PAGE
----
Porous City Lego

6 Mar

MVDRV Porous City, Photo: Frans Parthesius

MVDRV Porous City, Photo: Frans Parthesius

Architecture Firm MVRDV has created the “Porous City” exhibit in Cannes which consisted of a series of studies on the porosity of skyscrapers through the use of sixteen LEGO Towers. The towers are quite enormous standing taller than a person and I really wish I would have had a chance to help build them.

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Covered in more detail on Bustler the exhibition is meant to look at the concept of a porous European skyscraper. This concept is something I am currently learning quite a bit about while working on the CTBUH London Conference which looks at skyscrapers in historic cities. Many of these cities stay away from tall buildings because they worry about hurting the fabric of the city. With some of the structures built for this exhibition that is minimized by taking the skyscraper and breaking it apart to not create a monolithic structure that looms over everything else but something of a similar scale at a larger quantity.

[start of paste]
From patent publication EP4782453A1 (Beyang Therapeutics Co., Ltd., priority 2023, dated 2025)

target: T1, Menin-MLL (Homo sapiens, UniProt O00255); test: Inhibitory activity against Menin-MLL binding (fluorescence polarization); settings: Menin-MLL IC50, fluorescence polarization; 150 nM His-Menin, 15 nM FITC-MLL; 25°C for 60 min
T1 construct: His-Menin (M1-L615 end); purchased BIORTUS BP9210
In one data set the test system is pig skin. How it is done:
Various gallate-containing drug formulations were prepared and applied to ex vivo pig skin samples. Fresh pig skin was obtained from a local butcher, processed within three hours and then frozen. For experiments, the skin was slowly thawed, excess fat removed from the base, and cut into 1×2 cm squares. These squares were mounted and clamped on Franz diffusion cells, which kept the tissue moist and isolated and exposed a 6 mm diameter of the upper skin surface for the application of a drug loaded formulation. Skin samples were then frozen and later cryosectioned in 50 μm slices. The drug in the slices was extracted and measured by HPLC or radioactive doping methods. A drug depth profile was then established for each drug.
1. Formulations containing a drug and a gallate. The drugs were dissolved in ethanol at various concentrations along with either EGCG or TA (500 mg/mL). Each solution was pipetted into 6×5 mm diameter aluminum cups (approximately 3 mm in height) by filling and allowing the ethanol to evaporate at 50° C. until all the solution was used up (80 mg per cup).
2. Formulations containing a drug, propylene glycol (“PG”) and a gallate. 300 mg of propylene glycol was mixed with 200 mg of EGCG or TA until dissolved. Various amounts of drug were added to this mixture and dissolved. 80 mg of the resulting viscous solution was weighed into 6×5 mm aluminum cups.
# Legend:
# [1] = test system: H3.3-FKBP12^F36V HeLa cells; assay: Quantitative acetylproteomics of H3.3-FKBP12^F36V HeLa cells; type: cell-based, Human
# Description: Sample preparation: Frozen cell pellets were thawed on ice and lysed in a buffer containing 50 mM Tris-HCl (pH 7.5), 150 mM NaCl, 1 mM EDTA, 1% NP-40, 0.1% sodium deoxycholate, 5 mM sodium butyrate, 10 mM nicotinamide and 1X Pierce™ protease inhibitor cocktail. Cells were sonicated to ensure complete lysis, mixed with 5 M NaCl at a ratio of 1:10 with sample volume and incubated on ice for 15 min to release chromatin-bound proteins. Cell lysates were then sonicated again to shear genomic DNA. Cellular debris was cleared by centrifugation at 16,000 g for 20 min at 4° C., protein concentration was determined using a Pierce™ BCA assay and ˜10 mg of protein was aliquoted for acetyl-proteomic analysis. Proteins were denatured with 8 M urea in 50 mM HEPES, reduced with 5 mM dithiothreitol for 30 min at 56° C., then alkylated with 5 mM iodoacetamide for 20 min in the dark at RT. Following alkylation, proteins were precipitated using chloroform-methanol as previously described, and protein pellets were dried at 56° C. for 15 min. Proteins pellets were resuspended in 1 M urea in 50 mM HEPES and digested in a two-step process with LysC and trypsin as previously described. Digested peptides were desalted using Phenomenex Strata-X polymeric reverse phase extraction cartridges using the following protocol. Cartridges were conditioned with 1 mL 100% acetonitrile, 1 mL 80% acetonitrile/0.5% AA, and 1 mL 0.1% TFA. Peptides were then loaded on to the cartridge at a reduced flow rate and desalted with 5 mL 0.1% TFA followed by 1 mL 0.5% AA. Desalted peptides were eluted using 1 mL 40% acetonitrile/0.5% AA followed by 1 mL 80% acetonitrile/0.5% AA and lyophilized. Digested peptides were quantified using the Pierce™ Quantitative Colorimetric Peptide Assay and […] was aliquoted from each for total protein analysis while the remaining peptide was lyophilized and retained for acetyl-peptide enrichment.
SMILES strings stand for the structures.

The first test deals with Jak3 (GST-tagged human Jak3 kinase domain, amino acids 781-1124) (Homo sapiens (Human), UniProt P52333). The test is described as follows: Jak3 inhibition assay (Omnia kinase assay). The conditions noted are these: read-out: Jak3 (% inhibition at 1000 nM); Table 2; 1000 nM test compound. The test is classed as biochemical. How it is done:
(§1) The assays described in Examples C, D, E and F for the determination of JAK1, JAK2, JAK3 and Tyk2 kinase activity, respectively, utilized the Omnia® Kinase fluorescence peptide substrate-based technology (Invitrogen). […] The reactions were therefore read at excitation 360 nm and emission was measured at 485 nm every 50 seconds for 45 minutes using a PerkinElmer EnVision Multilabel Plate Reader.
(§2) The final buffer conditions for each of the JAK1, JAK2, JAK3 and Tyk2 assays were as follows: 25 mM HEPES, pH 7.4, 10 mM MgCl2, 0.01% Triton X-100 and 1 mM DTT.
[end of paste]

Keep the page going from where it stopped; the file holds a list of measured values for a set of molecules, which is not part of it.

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I especially enjoyed the photos showing details of these impressive LEGO structures. In some of them small people were used to show the scale of these towers. I just really enjoyed that even at such a large scale there was an incredible amount of detail in the towers. Sadly I don’t have anywhere near enough money to do this on my own though 🙁

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2 Responses to “Porous City Lego”

  1. Ryan April 21, 2013 at 2:24 PM #

    Oh wow, this is so cool! I love Legos, so this is obviously a fascinating study…and their gigantic! I have to admit though (and maybe this is the devil’s advocate in me), I wonder what the benefit of using Legos really was…I can’t imagine the amount of time, money, and energy was put into these structures because of the labor needed to utilize Legos as a building material for such large structures. Wouldn’t they have had a similar benefit from other materials but with a more efficient use of time? Or, was there something about Legos as a medium that brought out the significance of the study of a “porous” city? Just curious…

    Regardless of the answers, this is a really neat study, and I want to see these models!

    • Aric April 23, 2013 at 9:30 PM #

      I agree that there probably is a more realistic building material but Legos are something everyone is familiar with and I think are at least a portion of why this exhibit is getting the amount of coverage it is. I know it is why I put it on this blog.

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